Please note: This course will be taught online only. In person study is not available for this course.
Reto Wüest is a postdoctoral researcher in the Department of Comparative Politics at the University of Bergen. He holds a PhD from the University of Geneva. Reto’s methodological research focuses on measurement and the leveraging of machine learning techniques to improve the prediction accuracy of multilevel regression and post-stratification models. His substantive research focuses on political representation and legislative politics in Europe and the US. Reto has been teaching machine learning courses at the Essex Summer School in Social Science Data Analysis, the Barcelona Summer School in Survey Methodology, the University of Geneva, and the University of Bergen. His work has been published in Journal of Politics, European Journal of Political Research, and West European Politics, among others.
Machine learning refers to the automated detection of meaningful patterns in data. Not only are machine learning techniques ubiquitous today in that they are behind many of the technologies we use in our daily lives, but they have also become an important part of the social scientist’s toolkit, especially since more and more social science data are now available in electronic form. A common feature of all applications of machine learning is the use of computer algorithms that can “learn” and adapt. The goal of this course is to introduce participants to a variety of widely used supervised and unsupervised machine learning methods. After discussing the fundamental concepts of machine learning, the course continues with supervised learning methods (e.g., regularization, tree boosting, support vector machines, and neural networks), then turns to unsupervised learning methods (e.g., principal components analysis and clustering methods), and lastly covers flexible model averaging techniques (e.g., Bayesian model averaging).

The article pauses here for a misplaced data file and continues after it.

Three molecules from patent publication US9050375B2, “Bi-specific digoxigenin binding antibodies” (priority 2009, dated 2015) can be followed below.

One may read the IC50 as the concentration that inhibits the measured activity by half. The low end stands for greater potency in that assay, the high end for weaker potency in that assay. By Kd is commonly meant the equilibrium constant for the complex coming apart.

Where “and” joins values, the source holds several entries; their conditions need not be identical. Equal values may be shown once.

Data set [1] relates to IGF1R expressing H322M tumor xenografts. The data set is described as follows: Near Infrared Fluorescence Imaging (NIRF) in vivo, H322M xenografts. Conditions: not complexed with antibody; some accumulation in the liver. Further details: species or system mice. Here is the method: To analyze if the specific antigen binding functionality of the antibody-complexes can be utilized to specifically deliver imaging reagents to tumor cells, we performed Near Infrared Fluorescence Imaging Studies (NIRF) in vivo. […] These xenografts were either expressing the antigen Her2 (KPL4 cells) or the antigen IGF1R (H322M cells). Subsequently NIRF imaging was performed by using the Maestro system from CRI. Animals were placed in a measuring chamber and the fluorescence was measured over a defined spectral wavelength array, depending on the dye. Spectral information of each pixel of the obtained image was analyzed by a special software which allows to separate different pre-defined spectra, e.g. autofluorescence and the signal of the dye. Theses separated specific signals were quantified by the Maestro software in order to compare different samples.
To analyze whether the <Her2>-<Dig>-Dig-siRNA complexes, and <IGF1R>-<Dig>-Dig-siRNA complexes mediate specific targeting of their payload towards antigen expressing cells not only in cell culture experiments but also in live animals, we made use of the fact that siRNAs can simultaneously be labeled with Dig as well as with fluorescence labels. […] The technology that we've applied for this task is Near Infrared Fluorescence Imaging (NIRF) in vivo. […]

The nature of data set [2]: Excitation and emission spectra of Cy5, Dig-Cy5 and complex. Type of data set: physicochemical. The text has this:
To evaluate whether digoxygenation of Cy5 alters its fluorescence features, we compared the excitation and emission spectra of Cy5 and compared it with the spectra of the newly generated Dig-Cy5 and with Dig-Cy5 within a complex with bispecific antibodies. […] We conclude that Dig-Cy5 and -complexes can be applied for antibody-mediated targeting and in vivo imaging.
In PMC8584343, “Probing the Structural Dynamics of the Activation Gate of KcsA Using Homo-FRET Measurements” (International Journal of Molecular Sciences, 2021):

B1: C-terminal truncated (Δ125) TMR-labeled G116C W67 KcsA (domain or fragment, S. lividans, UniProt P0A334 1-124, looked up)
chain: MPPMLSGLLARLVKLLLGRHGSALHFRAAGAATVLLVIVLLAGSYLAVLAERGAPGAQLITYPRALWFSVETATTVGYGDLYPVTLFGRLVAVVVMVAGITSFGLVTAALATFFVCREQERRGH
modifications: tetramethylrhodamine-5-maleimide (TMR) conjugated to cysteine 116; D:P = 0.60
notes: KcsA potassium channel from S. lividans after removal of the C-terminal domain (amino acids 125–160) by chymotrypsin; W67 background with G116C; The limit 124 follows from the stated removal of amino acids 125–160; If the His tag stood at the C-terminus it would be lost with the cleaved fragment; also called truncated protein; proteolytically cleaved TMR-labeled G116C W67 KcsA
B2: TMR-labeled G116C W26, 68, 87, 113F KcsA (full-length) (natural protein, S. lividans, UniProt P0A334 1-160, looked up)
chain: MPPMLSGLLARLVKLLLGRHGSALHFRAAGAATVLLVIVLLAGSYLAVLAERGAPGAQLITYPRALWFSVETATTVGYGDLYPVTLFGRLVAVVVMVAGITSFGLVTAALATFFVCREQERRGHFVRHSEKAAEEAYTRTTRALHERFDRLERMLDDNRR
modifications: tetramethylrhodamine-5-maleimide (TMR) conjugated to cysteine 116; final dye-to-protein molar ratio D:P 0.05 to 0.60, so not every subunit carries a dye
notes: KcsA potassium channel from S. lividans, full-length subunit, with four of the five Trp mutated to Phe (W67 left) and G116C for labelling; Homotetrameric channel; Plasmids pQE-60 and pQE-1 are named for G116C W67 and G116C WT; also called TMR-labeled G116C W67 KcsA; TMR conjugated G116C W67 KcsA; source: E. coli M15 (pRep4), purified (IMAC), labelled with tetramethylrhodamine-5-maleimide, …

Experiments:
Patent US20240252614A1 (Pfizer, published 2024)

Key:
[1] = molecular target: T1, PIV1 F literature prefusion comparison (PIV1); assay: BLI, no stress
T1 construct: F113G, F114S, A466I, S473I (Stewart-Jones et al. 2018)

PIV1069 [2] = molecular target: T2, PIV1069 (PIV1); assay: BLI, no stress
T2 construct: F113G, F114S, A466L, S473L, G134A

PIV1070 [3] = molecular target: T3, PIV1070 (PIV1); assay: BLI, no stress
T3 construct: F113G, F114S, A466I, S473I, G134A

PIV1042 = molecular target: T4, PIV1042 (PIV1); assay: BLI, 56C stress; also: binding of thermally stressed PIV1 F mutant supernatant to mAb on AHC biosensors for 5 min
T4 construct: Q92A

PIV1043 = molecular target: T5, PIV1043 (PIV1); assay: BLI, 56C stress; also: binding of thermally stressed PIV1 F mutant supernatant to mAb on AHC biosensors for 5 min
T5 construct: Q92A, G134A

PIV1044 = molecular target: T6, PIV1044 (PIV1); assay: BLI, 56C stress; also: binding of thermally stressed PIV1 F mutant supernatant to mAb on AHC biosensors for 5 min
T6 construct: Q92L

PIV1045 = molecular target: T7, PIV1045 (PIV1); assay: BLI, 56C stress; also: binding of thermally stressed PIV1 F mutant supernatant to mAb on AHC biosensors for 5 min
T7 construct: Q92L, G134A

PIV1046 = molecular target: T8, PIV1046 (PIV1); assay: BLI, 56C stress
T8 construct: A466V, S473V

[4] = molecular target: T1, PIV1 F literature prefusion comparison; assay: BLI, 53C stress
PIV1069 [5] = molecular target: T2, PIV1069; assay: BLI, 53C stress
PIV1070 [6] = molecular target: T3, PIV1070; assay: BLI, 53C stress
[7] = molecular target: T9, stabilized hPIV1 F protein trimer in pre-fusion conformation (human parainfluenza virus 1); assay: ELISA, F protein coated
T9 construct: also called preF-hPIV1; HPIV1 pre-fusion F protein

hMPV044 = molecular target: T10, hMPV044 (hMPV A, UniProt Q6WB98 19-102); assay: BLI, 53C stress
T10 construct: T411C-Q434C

Participants will gain a solid understanding of a number of widely used and powerful machine learning methods. By the end of the course, they should be able to apply all the methods covered in class using the R statistical computing environment. They should also be able to explain the logic underlying the different methods, to understand the respective strengths and weaknesses of these methods, and to interpret their results.
Participants should have a solid understanding of probability theory and regression analysis. They should also be familiar with basic programming in R.
James, Gareth, Daniela Witten, Trevor Hastie, and Robert Tibshirani. 2021. An Introduction to Statistical Learning with Applications in R. 2nd ed. New York: Springer. Available at https://www.statlearning.com/
Background knowledge/skills required:
Maximum Likelihood: Elementary
Linear Regression: Moderate